Timing of initiation of renal replacement therapy for acute kidney injury: a survey of nephrologists and intensivists in Canada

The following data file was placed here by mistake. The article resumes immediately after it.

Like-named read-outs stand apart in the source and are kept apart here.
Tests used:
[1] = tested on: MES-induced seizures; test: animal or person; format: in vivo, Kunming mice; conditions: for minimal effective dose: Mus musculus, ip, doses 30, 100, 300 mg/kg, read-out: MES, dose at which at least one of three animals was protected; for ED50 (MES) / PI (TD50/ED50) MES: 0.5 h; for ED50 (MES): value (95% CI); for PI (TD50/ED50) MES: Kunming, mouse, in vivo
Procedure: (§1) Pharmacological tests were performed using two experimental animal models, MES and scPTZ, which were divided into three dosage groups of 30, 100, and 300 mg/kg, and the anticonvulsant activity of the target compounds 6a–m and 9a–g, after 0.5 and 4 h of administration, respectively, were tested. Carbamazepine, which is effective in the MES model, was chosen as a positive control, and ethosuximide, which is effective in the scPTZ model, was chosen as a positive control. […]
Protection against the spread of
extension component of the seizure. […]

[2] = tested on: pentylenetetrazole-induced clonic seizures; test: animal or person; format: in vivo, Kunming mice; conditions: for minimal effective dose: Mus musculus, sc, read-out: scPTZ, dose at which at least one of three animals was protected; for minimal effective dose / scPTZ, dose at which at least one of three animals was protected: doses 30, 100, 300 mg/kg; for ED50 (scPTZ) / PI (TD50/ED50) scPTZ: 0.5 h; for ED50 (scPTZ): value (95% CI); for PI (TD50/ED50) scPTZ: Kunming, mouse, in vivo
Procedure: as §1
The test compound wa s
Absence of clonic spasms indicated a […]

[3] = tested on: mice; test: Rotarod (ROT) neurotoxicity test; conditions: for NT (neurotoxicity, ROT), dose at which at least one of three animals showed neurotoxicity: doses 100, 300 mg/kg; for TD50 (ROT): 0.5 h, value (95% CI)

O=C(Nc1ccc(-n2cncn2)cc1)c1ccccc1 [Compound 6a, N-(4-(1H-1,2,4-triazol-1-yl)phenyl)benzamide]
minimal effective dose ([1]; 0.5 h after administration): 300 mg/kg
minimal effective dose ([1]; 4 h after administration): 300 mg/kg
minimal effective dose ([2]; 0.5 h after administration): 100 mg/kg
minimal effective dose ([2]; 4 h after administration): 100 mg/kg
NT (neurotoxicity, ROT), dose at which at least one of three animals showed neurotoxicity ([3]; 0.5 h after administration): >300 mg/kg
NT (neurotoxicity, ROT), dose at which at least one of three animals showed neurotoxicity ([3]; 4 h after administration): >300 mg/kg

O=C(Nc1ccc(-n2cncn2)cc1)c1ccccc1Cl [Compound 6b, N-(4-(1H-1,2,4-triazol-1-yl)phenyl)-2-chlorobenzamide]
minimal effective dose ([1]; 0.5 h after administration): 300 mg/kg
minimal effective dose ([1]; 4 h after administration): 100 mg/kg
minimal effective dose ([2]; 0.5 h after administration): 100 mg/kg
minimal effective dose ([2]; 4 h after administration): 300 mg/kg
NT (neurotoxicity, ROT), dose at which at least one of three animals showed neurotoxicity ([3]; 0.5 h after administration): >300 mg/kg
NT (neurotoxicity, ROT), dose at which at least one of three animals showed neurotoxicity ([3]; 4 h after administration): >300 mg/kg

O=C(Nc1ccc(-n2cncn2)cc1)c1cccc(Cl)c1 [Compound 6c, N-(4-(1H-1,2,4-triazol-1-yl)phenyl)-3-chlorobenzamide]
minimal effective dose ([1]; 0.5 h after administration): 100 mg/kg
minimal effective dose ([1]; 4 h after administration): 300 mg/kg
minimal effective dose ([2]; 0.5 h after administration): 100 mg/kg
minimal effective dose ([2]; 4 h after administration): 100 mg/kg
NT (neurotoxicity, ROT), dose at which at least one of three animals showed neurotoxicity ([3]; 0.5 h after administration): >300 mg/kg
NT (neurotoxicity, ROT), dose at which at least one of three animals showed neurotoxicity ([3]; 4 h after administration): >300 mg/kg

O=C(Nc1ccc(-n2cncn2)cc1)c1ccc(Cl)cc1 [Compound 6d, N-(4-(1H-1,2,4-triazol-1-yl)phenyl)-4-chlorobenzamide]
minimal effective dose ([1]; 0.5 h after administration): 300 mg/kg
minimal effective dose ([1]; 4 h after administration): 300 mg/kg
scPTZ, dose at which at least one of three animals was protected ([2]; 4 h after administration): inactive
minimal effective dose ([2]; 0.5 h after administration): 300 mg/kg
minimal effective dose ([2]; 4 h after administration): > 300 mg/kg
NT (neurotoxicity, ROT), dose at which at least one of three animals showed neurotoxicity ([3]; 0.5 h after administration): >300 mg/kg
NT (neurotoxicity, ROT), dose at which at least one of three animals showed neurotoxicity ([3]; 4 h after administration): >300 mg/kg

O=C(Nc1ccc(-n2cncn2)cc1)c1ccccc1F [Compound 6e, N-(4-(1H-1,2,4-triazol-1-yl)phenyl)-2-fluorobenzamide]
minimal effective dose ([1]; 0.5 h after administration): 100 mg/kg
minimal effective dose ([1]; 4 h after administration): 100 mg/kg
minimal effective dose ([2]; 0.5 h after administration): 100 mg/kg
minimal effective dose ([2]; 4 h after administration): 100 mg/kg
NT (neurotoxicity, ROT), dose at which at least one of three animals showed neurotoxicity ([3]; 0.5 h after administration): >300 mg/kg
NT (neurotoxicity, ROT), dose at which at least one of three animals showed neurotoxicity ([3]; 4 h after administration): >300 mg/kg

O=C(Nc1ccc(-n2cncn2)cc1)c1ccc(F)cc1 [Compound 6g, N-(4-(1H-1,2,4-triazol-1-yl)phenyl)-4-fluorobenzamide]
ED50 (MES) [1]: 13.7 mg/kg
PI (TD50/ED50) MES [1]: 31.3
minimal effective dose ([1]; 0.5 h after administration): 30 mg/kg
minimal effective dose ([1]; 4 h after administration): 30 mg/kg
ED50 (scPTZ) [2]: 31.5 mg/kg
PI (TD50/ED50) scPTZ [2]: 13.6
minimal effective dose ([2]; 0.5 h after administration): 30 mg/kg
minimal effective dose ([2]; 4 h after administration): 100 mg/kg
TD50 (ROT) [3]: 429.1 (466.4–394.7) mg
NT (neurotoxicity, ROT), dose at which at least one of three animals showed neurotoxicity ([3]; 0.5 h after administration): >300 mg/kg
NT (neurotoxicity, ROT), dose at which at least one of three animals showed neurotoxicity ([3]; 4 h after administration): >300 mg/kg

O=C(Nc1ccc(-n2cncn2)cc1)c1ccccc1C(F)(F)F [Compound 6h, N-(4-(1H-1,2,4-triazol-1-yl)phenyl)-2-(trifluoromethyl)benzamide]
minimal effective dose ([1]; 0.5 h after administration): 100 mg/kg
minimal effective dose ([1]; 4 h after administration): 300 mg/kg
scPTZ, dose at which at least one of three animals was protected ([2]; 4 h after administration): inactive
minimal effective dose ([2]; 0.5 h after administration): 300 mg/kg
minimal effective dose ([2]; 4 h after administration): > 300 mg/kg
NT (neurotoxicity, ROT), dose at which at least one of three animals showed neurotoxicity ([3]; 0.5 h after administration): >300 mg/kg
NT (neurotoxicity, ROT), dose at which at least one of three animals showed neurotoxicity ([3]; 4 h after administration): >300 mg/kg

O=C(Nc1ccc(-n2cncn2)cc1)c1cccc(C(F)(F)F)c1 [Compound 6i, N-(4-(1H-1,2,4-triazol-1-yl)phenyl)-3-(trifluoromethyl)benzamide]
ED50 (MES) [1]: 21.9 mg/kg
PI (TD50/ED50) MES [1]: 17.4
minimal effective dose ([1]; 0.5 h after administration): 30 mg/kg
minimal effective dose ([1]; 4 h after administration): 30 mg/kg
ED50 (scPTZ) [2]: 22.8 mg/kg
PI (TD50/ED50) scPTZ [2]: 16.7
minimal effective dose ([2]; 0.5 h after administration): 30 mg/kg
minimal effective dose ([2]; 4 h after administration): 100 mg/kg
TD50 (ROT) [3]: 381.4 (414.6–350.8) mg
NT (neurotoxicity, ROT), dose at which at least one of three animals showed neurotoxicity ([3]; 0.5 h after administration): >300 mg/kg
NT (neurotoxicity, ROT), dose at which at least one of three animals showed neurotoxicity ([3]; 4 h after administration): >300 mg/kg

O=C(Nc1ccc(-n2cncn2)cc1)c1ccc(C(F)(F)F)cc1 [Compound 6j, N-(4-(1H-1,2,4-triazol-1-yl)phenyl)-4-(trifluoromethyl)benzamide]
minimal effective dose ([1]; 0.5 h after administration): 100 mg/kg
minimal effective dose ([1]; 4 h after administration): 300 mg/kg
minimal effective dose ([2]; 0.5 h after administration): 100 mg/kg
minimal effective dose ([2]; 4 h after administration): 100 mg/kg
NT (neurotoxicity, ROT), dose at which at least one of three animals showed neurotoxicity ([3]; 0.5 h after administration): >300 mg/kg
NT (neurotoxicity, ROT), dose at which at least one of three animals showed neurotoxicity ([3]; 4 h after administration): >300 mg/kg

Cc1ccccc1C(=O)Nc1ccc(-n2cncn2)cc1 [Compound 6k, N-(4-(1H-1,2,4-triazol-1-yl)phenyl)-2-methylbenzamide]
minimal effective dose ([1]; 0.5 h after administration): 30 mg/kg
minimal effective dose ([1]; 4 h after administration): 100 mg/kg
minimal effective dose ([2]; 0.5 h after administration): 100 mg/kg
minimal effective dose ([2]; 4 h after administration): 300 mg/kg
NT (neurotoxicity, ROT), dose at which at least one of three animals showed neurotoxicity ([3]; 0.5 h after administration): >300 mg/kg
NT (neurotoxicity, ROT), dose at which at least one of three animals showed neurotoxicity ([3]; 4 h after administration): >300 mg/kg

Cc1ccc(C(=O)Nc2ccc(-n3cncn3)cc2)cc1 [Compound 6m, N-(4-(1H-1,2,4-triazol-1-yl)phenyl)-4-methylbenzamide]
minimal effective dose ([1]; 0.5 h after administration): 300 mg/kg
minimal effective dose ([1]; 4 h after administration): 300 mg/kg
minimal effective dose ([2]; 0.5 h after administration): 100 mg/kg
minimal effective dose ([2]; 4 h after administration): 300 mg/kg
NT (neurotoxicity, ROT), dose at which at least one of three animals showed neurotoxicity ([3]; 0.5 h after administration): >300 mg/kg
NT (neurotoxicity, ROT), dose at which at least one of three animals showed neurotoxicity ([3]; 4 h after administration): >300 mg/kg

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BACKGROUND: Little is known about factors that influence the timing of initiation of renal replacement therapy (RRT) for acute kidney injury (AKI). We sought to better describe these factors for Canadian physicians that prescribe RRT for AKI. METHODS: A web-based survey was conducted of physicians involved in the decision to initiate RRT for critically ill patients in Canada. Participants were asked about the factors that prompt them to initiate RRT for AKI both directly and using scenario-based questions. RESULTS: Surveys completed by 180 physicians at 32 different sites were included for analysis. Serum potassium level and severity of pulmonary edema were the most commonly utilized factors for deciding when RRT should be started. For all clinical and laboratory factors inquired about, there was wide variation in the minimum severity that prompted respondents to indicate that they would initiate RRT. Additional factors that influenced the timing of initiation were the time-of-day that laboratory and clinical results became available, patient age and co-morbidity, responsiveness to a diuretic challenge and the specialty of the prescribing physician. Over 90% of respondents indicated that a randomized controlled trial to assess the optimal timing of initiation of RRT for AKI is ethically justified. CONCLUSIONS: These results provide insight into clinical and laboratory factors that influence the timing of initiation of RRT for AKI and may aid in the design of future trials. While most clinicians consider the degree of hyperkalemia and pulmonary edema in deciding when to initiate RRT for AKI, there is a wide range of clinical practice, uncertainty regarding the optimal timing of initiation and enthusiasm for prospective interventional studies to address this topic.
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